Come in! There are a few adventures I’ve written about, but most of the content offers classes in photography and mentoring for photographers, including photo theory, which, although a vital part in our profession, is largely an overlooked subject in all published media that profits from and feeds our gadget minded mindset today.
From Mentoring Photographer, James Schot
Finding a Photographic Balance:
I’ve written about it in a previous blog article “Celebrating the End of Photography – as we knew it” how by creative destruction photography has changed and business is not what it used to be. That’s not a problem, it’s a realistic reminder that things are always changing, and doing so with ever increasing speed. These changes, however, are occurring exclusively on the technical end: new and better sensors, more intuitive software, greater integration, more portable sophisticated lighting, etc.
Oh yes, new tools and toys, is exciting for sure, but also a lot to keep up with. Newsstand magazines and the Internet offer a full time occupation in exploring the latest equipment and software upgrades. Keeping up with trends and understanding technical changes is nevertheless essential to mastering photography. In my experiences teaching photography it was dismaying to have students claim to have no interest in the technology behind the camera. Photography, a product of the Industrial Revolution, began with a need to understand mechanics and chemistry. Now having entered into the Digital Age a basic understanding of electronics can be beneficial. Obtaining the complete ability to master photography, in part, requires the mastering of operational technical and post production software skills.
Riding a horse, doesn’t make you a skilled jockey, flying a piper cub is not the same as being a B777 captain. Technology has advanced and enhanced photography, and at the same time taken over much of the operations of photography. For the majority of people that own cameras, this has had two consequences. First, for most people, technology has removed any necessity of learning, understanding, and applying the essential skills needed for advanced photography, and secondly, for a much smaller group, keeping up with technology can be the ultimate absorbing distraction.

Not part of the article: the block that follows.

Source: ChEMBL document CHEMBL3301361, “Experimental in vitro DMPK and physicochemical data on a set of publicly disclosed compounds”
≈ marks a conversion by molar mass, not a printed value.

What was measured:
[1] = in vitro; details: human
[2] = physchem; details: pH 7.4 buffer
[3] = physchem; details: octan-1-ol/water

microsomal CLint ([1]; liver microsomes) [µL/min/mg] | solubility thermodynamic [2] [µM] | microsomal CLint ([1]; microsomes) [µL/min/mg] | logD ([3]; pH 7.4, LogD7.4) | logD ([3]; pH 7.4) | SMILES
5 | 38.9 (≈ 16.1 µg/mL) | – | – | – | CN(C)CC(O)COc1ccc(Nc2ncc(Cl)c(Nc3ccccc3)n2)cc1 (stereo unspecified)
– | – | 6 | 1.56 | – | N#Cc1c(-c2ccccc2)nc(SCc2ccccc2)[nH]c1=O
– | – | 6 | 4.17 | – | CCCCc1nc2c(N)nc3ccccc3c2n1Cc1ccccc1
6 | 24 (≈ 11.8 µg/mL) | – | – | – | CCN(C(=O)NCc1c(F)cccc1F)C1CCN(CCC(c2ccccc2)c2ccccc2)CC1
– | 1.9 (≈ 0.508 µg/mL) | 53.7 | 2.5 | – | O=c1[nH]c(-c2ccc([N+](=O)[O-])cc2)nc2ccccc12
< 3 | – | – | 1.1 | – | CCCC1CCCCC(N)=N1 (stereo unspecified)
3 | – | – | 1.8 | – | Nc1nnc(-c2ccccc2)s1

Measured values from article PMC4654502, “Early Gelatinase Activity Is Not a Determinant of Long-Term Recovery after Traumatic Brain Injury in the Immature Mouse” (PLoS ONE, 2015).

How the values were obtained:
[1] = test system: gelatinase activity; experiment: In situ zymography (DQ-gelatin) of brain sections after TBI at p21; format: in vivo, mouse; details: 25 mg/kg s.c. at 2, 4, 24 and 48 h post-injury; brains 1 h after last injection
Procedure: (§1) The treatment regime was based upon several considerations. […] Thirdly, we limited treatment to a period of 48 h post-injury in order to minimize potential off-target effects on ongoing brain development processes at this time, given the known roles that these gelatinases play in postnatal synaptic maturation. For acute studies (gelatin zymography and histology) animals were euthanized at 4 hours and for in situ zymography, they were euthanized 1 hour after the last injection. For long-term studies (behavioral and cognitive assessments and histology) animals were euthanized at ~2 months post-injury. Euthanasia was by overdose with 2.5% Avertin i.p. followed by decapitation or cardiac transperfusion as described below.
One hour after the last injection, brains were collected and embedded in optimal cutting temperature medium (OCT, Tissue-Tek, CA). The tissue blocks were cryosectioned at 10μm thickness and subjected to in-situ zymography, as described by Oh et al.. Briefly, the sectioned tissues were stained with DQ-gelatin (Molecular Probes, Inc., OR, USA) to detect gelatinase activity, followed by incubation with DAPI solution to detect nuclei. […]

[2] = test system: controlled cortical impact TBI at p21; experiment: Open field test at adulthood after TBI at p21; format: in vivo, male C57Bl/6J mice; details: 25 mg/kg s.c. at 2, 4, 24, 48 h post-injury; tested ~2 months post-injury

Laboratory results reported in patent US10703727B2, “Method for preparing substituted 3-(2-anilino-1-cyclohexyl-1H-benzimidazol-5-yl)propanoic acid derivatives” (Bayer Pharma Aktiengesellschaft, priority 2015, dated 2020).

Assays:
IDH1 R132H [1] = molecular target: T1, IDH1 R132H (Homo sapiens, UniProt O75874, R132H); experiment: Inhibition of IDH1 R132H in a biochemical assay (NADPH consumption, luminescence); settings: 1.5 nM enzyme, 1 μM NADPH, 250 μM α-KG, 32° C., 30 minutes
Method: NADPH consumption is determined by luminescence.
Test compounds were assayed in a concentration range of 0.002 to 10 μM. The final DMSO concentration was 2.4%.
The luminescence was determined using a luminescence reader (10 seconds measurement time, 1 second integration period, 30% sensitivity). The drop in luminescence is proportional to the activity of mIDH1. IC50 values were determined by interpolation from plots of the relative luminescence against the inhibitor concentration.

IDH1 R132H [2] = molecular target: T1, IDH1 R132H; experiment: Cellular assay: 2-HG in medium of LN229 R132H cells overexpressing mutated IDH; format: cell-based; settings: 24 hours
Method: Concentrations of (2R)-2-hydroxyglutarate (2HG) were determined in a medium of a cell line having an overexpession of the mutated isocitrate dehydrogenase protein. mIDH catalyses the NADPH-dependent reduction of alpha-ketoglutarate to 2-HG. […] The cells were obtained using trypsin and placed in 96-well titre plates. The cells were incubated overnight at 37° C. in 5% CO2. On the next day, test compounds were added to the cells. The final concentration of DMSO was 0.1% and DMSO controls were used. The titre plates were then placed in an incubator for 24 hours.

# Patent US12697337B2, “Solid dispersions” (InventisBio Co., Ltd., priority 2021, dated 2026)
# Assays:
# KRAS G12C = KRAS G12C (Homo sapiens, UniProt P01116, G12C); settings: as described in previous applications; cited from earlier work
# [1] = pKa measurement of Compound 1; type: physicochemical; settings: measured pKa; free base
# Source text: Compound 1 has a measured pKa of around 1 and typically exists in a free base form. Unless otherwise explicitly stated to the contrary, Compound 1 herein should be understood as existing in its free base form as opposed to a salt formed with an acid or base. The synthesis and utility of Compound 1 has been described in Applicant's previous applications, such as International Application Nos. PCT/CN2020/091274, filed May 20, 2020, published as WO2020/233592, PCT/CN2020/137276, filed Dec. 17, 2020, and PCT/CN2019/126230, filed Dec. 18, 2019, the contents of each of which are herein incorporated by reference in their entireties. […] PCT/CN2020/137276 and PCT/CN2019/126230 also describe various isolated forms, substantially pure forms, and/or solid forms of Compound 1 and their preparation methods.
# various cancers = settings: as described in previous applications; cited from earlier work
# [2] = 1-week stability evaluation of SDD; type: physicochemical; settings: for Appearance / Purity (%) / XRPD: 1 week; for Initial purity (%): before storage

For the majority of camera bugs that set their cameras on digital “auto pilot” the fully programmed results are perfectly satisfactory. Photography, in a general application, like taking snapshots no longer requires training and control for quality. The free unlimited-processed-pictures and instant replay on the LCD, thanks to technology, makes anyone bound to hit a satisfactory exposure at some point. This approach equals quantity over quality, and a bit of pot luck without further photography aspirations.
These technical advances may also lead to delusions of ‘knowing it all’, and a failure in recognizing that photographic proficiency means knowing and practicing the fundamentals. If you have a serious interest in photography, be careful to avoid that trap. Like any other profession there are building blocks to excellence. When many of those blocks become automated, many aspiring photographers become blind to the existence and vital purposes of the fundamentals. Learn how to use your camera in manual and expand your vision from there.
The flip side to the coin is that smaller group of photo enthusiast so enthralled and absorbed by technological advances surrounding photography (to include software). Virtually all their time is spent by the local magazine rack or more likely facing a computer screen reading spec sheets on equipment and watching Youtube videos and tutorials on new ways to enhance or alter photographs. They are very knowledgeable and well versed and I have a great time talking with people fitting into this enthusiastic group. There’s a lot I don’t know, especially about the latest software, and so I pick up things from them.
In mentoring, I have to let my photo enthusiasts know there is a downside in tipping the scales for your attention to technical specs and products. Believe me when I tell you, manipulating algorithms don’t make great photographs.
When we used to talk shop in my LA Studio back in the late ‘70’s and 80’s, we all knew starting out on the right foot in photography meant exposing a perfect negative, and from there every manipulation possible in the darkroom (at that time) could hold its maximum potential. If, on the other hand, darkroom techniques were used to save a bad exposure, let’s wish you good luck. Nothing has changed between then and now, except you do have a lot more powerful tools to waste a lot of time fixing a file (formerly a ‘negative’) with failing fundamentals.
Back ‘in the day’ photography was an expensive hobby and profession with the cost of film, its processing and printing and this put the combination of photographic knowledge, developing skills, experience and innate talent at a premium. Even with the removal today of many costs formerly associated with photography, time without question is still of the essence. Not to mention you are often faced with one fleeting moment to capture something truly amazing, and you better have all your photographic wits about you to capture it in an instance.
This brings us to the final point in finding in finding photographic balance. You can also waste a lot of time trying to fix a boring photograph. Manipulating algorithms will not develop your ‘creative vision’ as a photographer. In part, having such ‘vision’ comes from innate talent, but you develop it through balancing your time expanding your knowledge with time practicing and experimentation. You have to apply the technology in the field. As you do, over time, you will pre-visualize your goals and objectives, and be inspired to find your style and creative vision to capture them. We’ll talk more about this in the next mentoring session.